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General Tax Legislation

On Thursday, December 16, 2010, the President signed into law the most recent tax legislation “The Tax Relief, Unemployment Insurance Reauthorization and Job Creation Act of 2010. The following summarizes what we believe to be the most significant provisions of the plan.

  1. Ordinary Income Tax Rates – Those rates which have been in effect since 2001 will remain intact; at least through 2012. The rates had been set to revert to their pre 2001 rates with a maximum rate of 39.6%. The top individual rate will remain at 35%.
  2. Capital Gains/Dividends Tax Rates – The rates on long term capital gains and qualified dividends (generally, domestic corporation dividends) will remain at 15%. They had been scheduled to increase to 20%. In addition, for those in the 10% and 15% ($34,500 and $69,000 for individuals and joint filers, respectively) ordinary income tax bracket, the capital gains and ordinary dividend rate will continue at 0%.
  3. As you may be aware, middle and higher income taxpayers (AGI greater than $169,550) were subject to a reduction in permitted itemized deductions beginning in 2006. This reduction was gradually reduced to 0 in 2010. The new act will extend the “0 adjustment” through 2012.
  4. The marriage penalty was repealed by the 2006 act and was set to reemerge in 2011. The new act continues the lessening of the marriage penalty by doubling the exemptions and tax brackets enjoyed by individuals to married couples.
  5. The Act also extends the following provisions through December 31, 2012:
    1. Dependent care credit eligible expenses continue at $3,000 per child.
    2. Continued deduction of Mortgage Insurance Premiums (subject to some limitations).
    3. American Opportunity Tax Credit (the former Hope Credit) for higher education expenses.
    4. State and local sales tax deduction (itemized deduction).
    5. Teacher classroom expense deduction.
    6. Charitable contribution of IRA proceeds.
    7. Charitable contribution of appreciated property for conservation purposes.
    8. An increased exemption under the Alternative Tax regime. Without the act the exemption would have fallen to $33,750 and $45,000 for single and joint returns, respectively.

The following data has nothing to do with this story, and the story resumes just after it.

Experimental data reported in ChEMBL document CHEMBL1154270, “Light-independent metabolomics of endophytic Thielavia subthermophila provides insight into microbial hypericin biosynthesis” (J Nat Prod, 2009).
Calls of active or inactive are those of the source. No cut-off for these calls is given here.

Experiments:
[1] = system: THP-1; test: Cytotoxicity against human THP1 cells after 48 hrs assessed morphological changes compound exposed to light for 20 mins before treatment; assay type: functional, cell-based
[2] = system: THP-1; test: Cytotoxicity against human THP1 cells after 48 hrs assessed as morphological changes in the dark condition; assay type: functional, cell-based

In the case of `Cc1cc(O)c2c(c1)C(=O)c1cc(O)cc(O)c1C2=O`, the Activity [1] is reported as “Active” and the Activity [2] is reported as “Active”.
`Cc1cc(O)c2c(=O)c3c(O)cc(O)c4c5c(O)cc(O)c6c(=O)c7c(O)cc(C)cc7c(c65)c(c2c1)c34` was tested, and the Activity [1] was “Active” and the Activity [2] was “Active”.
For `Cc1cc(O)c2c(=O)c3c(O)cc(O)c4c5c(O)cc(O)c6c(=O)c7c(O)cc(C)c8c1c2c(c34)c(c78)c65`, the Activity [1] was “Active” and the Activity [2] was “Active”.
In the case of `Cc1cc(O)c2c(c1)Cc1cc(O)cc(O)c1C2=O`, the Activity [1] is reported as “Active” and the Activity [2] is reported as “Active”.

6. A new “payroll tax holiday” is in effect for 2011, whereby wage earners and self employed individuals will reduce their contribution to Social Security (FICA) to 4.2% from 6.2%.
  7. The Act increases the 50% bonus depreciation to 100% for qualified investments made before January 1, 2012, in other words, qualified property is entirely written off in the year of acquisition. The Act maintains the 50% bonus for property placed in service after December 31, 2011 through December 31, 2013. As of this writing we are still researching the definition of qualified investments, but believe it will be similar to that applicable to the current 50% standards.
  8. Extension of the energy efficient residential property credit through 2011, for qualified improvements to taxpayer residences. The total credit is limited to $1,500.
  9. Especially significant to us is the extension of two provisions specifically targeted to the GOZONE:
    1. Increased rehabilitation credit for historic structures within the GOZONE to 26% of qualified improvements. Improvements must be placed in service by 2012.
    2. Bonus depreciation for certain GOZONE property through 2011. We assume that this provision would dovetail with #7 above and apply to all property placed in service for original use within the GOZONE including traditional 27.5 and 39 year property.
  10. Congress has reached a compromise on the much debated estate and gift tax issues:
    1. Beginning with estates for decedents dying in 2011 the maximum tax rate will be 35% on estates greater than $5,000,000.
    2. There is also a “portability” provision allowing a surviving spouse to elect to take advantage of the unused portion of the estate tax applicable exclusion account of his or her predeceased spouse, thereby providing the surviving spouse with an even greater exemption at their death.
    3. The gift tax is reunited with the estate tax after 2010, meaning that there is no longer lifetime $1,000,000 gift exclusion. For 2011 forward, we are returning to a total transfer exemption of $5,000,000 whether by gift or estate.
    4. Please note that the above provisions are only extended through December 31, 2012.

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